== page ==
Exploring the legal and social dimensions of radicalization


In this TSAS workshop, we concentrated on two major research projects that are being established through funding provided by the Canadian Safety and Security Program. The first investigates the processes whereby individuals consider becoming ‘foreign fighters’, while the second focuses on internet forum conversations where individuals circulate extremist world views. The workshop was designed to support these projects. Each of these topics raises important legal issues and brings the question of state capacity to the forefront. For example, should governments revoke the passports of individuals who express an interest in joining a militant organization in another part of the world, such as ISIS? Or, when thinking about the internet, how do we define the distinction between ‘free’ and ‘dangerous’ speech? Does the state have the right and the capacity to intervene in these instances? The topics also raise fundamental social questions. For example, some governments have established programs to re-integrate returned ‘foreign fighters’ (and, similarly, radicalized individuals who have been discharged from prisons). How do these programs work, and are they effective? Finally, how should research on these issues be conducted, particularly in light of the oversight of ethics review boards and their expectations?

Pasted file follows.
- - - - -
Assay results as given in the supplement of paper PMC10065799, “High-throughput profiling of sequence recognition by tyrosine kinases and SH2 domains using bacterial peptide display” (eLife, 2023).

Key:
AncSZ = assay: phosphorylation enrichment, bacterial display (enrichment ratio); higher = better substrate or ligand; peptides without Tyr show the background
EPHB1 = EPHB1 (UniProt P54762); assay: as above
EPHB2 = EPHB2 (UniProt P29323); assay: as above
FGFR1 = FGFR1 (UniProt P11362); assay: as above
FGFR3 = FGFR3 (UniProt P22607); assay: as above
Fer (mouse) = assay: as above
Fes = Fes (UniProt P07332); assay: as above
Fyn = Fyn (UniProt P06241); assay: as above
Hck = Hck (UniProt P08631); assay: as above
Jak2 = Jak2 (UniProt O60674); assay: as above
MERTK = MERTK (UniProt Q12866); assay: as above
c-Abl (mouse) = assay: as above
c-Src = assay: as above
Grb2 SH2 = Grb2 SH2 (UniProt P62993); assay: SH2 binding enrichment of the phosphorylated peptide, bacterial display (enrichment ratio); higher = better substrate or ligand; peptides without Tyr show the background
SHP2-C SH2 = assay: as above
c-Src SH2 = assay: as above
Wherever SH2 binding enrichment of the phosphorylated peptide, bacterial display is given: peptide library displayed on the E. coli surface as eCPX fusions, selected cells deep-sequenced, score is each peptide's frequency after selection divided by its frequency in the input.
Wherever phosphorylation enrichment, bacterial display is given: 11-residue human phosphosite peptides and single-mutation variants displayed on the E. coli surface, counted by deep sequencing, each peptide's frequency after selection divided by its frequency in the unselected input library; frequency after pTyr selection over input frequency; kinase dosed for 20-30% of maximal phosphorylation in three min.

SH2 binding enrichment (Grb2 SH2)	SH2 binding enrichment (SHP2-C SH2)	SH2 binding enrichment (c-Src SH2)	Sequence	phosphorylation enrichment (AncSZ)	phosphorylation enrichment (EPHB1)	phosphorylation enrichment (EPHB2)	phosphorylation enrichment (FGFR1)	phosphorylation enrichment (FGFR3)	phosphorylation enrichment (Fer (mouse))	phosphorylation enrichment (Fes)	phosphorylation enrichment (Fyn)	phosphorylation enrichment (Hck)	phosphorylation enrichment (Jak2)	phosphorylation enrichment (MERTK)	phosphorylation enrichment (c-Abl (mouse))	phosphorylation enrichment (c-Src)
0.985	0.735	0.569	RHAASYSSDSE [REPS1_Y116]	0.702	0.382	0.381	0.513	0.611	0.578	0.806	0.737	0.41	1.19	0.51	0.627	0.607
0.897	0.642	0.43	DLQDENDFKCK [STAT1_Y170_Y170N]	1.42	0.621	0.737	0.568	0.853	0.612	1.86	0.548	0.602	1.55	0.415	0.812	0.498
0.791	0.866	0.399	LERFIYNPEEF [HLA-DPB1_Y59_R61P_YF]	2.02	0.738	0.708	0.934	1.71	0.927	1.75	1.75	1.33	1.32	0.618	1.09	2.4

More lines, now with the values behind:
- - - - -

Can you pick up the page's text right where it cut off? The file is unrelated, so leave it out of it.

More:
The morning portion of the workshop was dedicated to the question of ‘foreign fighters’, and the afternoon on the internet as a platform for encouraging extremist violence. The day closed with a presentation by the RCMP on the new CVE program.

Explorer les dimensions légales et sociales de la radicalisation
Tenu à Ottawa, en présence de chercheurs affiliés au TSAS ainsi que de représentants de sept ministères et agences du gouvernement du Canada, cet atelier d’une journée a examiné les aspects légaux et sociaux de la radicalisation vers la violence. Les deux premières sessions ont été conçues pour appuyer deux nouveaux projets de recherche TSAS sur la lutte contre la violence extrémiste, financés par le Programme canadien pour la sûreté et la sécurité (PCSS) : 1) la tendance émergente des « combattants étrangers »; et 2) le rôle des forums en ligne dans le processus de radicalisation. Ces sessions ont appuyé le lancement formel de deux projets de recherche TSAS.

En plus de ces deux sujets, le nouveau programme de « lutte contre l’extrémisme violent » de la Gendarmerie royale du Canada (GRC) a été présenté.

December 3, 2014

Ottawa, ON

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